It all began when Porsche India invited Motoring to be a part of its attempt to create the longest relay in the country, in a Macan GTS. A good number of our media fraternity obliged, and so did we — I almost dove on that grenade, so to speak, as the dates overlapped with the day I would be turning 34. The route that we had been assigned — Visakhapatnam to Kolkata — was also a region I had yet to explore. It was a confluence of too many desires that brought about me, getting into the amazingly comfortable bucket seats of a Python Green Macan GTS at 5:30 am, outside a hotel in Vizag, on my birthday!
There had been a great deal of planning that had gone into this. Govind and I had sat at a cafe for hours researching locations, timings of sunrise and sunset on the east coast, accessibility, and so on and so forth. Our first stop was going to be a beach we had scouted digitally and by hearsay — always ask the locals politely, and they’re happy to help, especially if you’re sitting in this gorgeous Macan GTS. We pulled up to the beach, and waited for the sun to come up.
It had been a while since I had seen the sun come up over water, and I had vivid memories of the first peaking of the sun turning the sea orange. As I fidgeted waiting for the sun to come up, I admired the Macan GTS. Yes, this Python Green paint job is a Rs 4.92 lakh optional extra, but it looks absolutely stunning, and contrasts beautifully with the tasteful black highlights. Those 21-inch black alloys are also drool-worthy, and highlight the red brake calipers in an oh-so-sporty manner. That black spoiler, the LED light bar, and the quad exhausts surrounded by what looks like carbon fibre (it’s plastic)… it’s all so eye-catching.
I’m a bit surprised that I’m a fan of this muscular, stretched 911 design — I wasn’t a fan of it on the Panamera or the Cayenne — but on the Macan, it meets my traditionalist taste. I couldn’t wait to see the orange light of the rising sun play with that lurid green finish, but the smog played spoilsport. It wasn’t something I expected for some reason, but it dampened my spirits slightly. Still, I had 400-odd kilometres to travel today until our first stop in Chatrapur, Odisha, and it included a detour towards Araku Valley.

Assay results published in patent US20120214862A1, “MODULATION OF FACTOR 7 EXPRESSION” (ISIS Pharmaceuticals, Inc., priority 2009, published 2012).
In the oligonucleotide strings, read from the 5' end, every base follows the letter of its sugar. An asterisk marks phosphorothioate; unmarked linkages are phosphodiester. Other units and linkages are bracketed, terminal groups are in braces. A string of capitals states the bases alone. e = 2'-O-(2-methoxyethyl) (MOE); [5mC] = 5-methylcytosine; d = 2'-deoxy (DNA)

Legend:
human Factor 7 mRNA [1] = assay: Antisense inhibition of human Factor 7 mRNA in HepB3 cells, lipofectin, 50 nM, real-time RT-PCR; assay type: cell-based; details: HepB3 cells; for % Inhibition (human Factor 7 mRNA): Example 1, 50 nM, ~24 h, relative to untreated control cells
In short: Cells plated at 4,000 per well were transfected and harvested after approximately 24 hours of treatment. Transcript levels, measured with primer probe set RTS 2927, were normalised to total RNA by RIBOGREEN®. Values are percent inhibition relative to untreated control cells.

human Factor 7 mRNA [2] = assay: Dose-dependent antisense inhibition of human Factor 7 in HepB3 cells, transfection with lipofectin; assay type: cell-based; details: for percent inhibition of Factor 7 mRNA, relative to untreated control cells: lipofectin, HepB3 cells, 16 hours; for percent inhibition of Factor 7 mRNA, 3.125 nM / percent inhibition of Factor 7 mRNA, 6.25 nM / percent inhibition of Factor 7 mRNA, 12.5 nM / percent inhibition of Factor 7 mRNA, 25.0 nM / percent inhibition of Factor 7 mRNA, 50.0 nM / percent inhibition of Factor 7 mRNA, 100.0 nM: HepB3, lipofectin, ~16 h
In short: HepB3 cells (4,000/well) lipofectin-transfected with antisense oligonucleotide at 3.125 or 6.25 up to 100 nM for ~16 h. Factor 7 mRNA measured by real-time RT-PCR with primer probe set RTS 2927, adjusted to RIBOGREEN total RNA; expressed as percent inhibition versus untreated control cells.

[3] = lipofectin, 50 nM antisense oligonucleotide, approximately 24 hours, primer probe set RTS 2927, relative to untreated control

Based on our research — cobbled together from the locals, Google Maps, and Govind’s network of friends (spread across the length and breath of this country) — I’d really be able to enjoy the Macan GTS on those twisty, winding, and sparsely populated roads. And boy did I! The standard Porsche Macan is quite a fun SUV. It’s chuckable, has ample grip, and is enjoyable, to say the least. The Macan GTS ramps the enjoyment up by a factor of five. 0-100 kph in just over 4 seconds, 435 bhp and 56 kgm of torque always at your command, the lightning quick 7-speed dual-clutch gearbox, and that confidence-inspiring all-wheel drive system work superbly to bring about what I can only describe as joy.
I was afraid those slim 40 aspect tyres and large rims would take a beating over the rougher patches, and I did restrain myself over them at first. But I soon realised that this car doesn’t need mothering. It unequivocally has the go to match the show. Just as our stomachs started to rumble, intruding on the amazing drive we were having — the Macan GTS’ size, power, and general adaptability can’t be described by another word than sublime — Govind suggested we try some ‘Bamboo Chicken’. A specialty of these parts the name is apt as you have chicken with some spices, roasted in a large bamboo shoot, over a wood or coal fire.
A little wary of undercooked chicken, I nibbled at it, but found it to be surprisingly flavourful — the overt hints of bamboo and pepper came through well. ‘It’s definitely something I’d have again,’ I thought to myself. A full belly and a warmed seat (we were in a hilly enough region and it was early enough that we didn’t miss ventilated seats) usually means sleep can set in, and that held true for Govind in the passenger seat. That gave me some alone time with the Macan GTS, and we got to know each other quite well.